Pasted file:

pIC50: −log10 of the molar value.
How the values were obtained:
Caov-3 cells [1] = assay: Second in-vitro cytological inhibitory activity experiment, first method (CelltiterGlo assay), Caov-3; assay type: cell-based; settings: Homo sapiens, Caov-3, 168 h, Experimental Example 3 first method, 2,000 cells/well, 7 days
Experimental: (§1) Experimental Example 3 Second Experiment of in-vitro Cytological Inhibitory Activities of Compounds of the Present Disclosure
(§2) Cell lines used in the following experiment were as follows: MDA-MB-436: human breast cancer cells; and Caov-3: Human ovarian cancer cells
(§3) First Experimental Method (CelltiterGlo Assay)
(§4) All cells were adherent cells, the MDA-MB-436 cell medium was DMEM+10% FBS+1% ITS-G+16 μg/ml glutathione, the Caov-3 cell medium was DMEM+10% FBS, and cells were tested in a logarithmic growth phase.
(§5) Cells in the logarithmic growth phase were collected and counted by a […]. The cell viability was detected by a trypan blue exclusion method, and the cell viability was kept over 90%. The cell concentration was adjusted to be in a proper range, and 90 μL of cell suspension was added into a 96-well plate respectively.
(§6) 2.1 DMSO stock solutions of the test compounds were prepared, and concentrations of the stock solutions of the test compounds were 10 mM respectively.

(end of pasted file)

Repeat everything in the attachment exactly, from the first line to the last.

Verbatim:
pIC50: −log10 of the molar value.
How the values were obtained:
Caov-3 cells [1] = assay: Second in-vitro cytological inhibitory activity experiment, first method (CelltiterGlo assay), Caov-3; assay type: cell-based; settings: Homo sapiens, Caov-3, 168 h, Experimental Example 3 first method, 2,000 cells/well, 7 days
Experimental: (§1) Experimental Example 3 Second Experiment of in-vitro Cytological Inhibitory Activities of Compounds of the Present Disclosure
(§2) Cell lines used in the following experiment were as follows: MDA-MB-436: human breast cancer cells; and Caov-3: Human ovarian cancer cells
(§3) First Experimental Method (CelltiterGlo Assay)
(§4) All cells were adherent cells, the MDA-MB-436 cell medium was DMEM+10% FBS+1% ITS-G+16 μg/ml glutathione, the Caov-3 cell medium was DMEM+10% FBS, and cells were tested in a logarithmic growth phase.
(§5) Cells in the logarithmic growth phase were collected and counted by a […]. The cell viability was detected by a trypan blue exclusion method, and the cell viability was kept over 90%. The cell concentration was adjusted to be in a proper range, and 90 μL of cell suspension was added into a 96-well plate respectively.
(§6) 2.1 DMSO stock solutions of the test compounds were prepared, and concentrations of the stock solutions of the test compounds were 10 mM respectively.